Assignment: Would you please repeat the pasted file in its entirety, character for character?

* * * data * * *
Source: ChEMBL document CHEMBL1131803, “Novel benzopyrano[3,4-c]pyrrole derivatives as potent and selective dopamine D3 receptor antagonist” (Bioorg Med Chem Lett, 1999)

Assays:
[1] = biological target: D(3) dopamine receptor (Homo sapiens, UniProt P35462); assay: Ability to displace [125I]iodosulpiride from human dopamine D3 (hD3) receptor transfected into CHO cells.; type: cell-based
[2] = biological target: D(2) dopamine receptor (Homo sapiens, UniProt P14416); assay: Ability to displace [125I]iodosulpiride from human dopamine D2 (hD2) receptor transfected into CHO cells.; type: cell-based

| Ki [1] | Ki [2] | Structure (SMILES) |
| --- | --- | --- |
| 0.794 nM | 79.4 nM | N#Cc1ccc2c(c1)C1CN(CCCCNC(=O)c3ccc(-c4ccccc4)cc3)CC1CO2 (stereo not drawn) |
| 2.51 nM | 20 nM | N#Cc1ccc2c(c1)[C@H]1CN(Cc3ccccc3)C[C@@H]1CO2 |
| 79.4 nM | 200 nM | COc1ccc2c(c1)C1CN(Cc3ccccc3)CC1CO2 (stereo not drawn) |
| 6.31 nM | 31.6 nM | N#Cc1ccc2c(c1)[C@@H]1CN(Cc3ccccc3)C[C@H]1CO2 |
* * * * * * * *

Source: ChEMBL document CHEMBL1131803, “Novel benzopyrano[3,4-c]pyrrole derivatives as potent and selective dopamine D3 receptor antagonist” (Bioorg Med Chem Lett, 1999)

Assays:
[1] = biological target: D(3) dopamine receptor (Homo sapiens, UniProt P35462); assay: Ability to displace [125I]iodosulpiride from human dopamine D3 (hD3) receptor transfected into CHO cells.; type: cell-based
[2] = biological target: D(2) dopamine receptor (Homo sapiens, UniProt P14416); assay: Ability to displace [125I]iodosulpiride from human dopamine D2 (hD2) receptor transfected into CHO cells.; type: cell-based

| Ki [1] | Ki [2] | Structure (SMILES) |
| --- | --- | --- |
| 0.794 nM | 79.4 nM | N#Cc1ccc2c(c1)C1CN(CCCCNC(=O)c3ccc(-c4ccccc4)cc3)CC1CO2 (stereo not drawn) |
| 2.51 nM | 20 nM | N#Cc1ccc2c(c1)[C@H]1CN(Cc3ccccc3)C[C@@H]1CO2 |
| 79.4 nM | 200 nM | COc1ccc2c(c1)C1CN(Cc3ccccc3)CC1CO2 (stereo not drawn) |
| 6.31 nM | 31.6 nM | N#Cc1ccc2c(c1)[C@@H]1CN(Cc3ccccc3)C[C@H]1CO2 |